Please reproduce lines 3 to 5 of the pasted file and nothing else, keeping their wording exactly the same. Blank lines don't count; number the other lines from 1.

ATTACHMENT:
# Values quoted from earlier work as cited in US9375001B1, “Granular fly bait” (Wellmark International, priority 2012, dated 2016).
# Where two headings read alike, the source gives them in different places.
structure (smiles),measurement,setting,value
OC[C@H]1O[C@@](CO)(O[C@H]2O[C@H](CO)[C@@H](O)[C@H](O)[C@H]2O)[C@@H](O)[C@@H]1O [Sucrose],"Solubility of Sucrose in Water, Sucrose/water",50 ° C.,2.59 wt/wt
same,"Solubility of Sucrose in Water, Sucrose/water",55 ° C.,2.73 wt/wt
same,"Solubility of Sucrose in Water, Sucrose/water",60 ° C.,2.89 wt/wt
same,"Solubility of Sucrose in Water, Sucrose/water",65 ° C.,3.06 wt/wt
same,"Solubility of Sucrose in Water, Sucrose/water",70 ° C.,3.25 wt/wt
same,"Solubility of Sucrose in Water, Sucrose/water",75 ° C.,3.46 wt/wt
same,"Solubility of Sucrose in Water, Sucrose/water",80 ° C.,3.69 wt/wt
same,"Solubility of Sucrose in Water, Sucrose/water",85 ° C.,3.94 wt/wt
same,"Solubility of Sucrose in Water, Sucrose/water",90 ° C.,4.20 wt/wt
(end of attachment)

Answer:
structure (smiles),measurement,setting,value
OC[C@H]1O[C@@](CO)(O[C@H]2O[C@H](CO)[C@@H](O)[C@H](O)[C@H]2O)[C@@H](O)[C@@H]1O [Sucrose],"Solubility of Sucrose in Water, Sucrose/water",50 ° C.,2.59 wt/wt
same,"Solubility of Sucrose in Water, Sucrose/water",55 ° C.,2.73 wt/wt